Knitted poppies will appear on trees in Waikato district town centres in the lead-up to ANZAC Day in the Waikato district.
Community groups across the Waikato district are getting out their knitting needles to take part in a district-wide ‘yarn bombing’ street art project to commemorate ANZAC Day this year.
They are enthusiastically taking up an idea put forward by the Waikato District Council Placemaking Team to join forces with local Community Houses to create knitted or crocheted poppies from red wool to cover the trunk of a selected tree in each town centre for the month of April.
Primary schools in Huntly, Tuakau, Meremere and Raglan have also been approached with an invitation to take part in the project by knitting giant grey and red peggy squares on giant knitting needles to create an ANZAC blanket for a district art installation that will include stories about what ANZAC means for each of the communities that are contributing.
Waikato District Council General Manager Strategy and Support Tony Whittaker says, “The concept evokes the way in which our grandmothers knitted garments to help to keep our ANZAC troops warm, but it’s inspired by the latest international trend to use knitted or crocheted wool to create community-friendly guerilla art and graffiti. The idea is to yarn bomb public places in ways that will surprise and delight you.”
The idea to knit poppies originated from a small project started by two Australian women that ballooned into a massive carpet of 300,000 red knitted poppies created by 50,000 volunteers for the Chelsea Flower Show in the UK in May last year. That project then spawned a number of local Remembrance Day projects throughout the UK to decorate churches, trees and graveyards in November.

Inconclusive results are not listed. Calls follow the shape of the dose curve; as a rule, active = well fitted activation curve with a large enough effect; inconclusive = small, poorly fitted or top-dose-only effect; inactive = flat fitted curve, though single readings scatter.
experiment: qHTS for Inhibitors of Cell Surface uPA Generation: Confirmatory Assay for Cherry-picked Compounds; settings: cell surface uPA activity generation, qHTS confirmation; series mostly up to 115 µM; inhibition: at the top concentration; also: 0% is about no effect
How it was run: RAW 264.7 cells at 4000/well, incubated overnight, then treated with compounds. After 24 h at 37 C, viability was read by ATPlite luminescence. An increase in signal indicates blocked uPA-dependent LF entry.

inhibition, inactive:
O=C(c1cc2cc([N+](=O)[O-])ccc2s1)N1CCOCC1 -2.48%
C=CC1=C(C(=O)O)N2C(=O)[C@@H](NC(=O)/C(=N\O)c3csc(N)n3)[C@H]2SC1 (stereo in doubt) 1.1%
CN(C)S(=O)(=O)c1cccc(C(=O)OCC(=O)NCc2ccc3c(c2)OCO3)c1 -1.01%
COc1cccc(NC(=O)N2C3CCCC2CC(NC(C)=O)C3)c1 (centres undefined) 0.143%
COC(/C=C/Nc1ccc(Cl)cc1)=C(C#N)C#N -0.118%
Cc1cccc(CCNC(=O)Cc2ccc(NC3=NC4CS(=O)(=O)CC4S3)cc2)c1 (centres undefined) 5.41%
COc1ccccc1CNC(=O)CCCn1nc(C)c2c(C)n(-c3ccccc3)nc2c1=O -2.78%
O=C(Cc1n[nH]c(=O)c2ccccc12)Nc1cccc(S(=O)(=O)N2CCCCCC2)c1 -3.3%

Working with the Ngaruawahia Community House, which is supporting the project district-wide, the Waikato District Council’s Placemaking Team set the ball rolling as an ANZAC commemoration project earlier this month. They sent an email to a number of community groups to test the idea, and have been happily surprised by the number of responses from groups wanting to take part. They are now also seeking contributions of red wool from and for those taking part, as a small supply of wool brought in to start the project is nearly exhausted.
“We’re still looking for groups to take part – it would be great to see a tree decorated in every part of the district,” says Tony Whittaker.
He says the Council’s Placemaking Team was formed to support and encourage residents to reclaim their public spaces for community use, so that fast-growing townships don’t just become places for carparks and shopping centres and barren spaces in between.
Placemaking in the district is growing as a concept and there are a number of projects underway in different areas including the installation of ‘little libraries’ or mini book exchanges, unique locally-designed seating and bike racks, and public art.
Information about placemaking - the philosophy behind it and the advantages it brings to the community - can be found on the Waikato District Council website (click here to view), or by contacting the Waikato District Council community placemaking team Betty Connolly (Betty.Connolly@waidc.govt.nz) and Lianne Van Den Bemd (Lianne.VanDenBemd@waidc.govt.nz).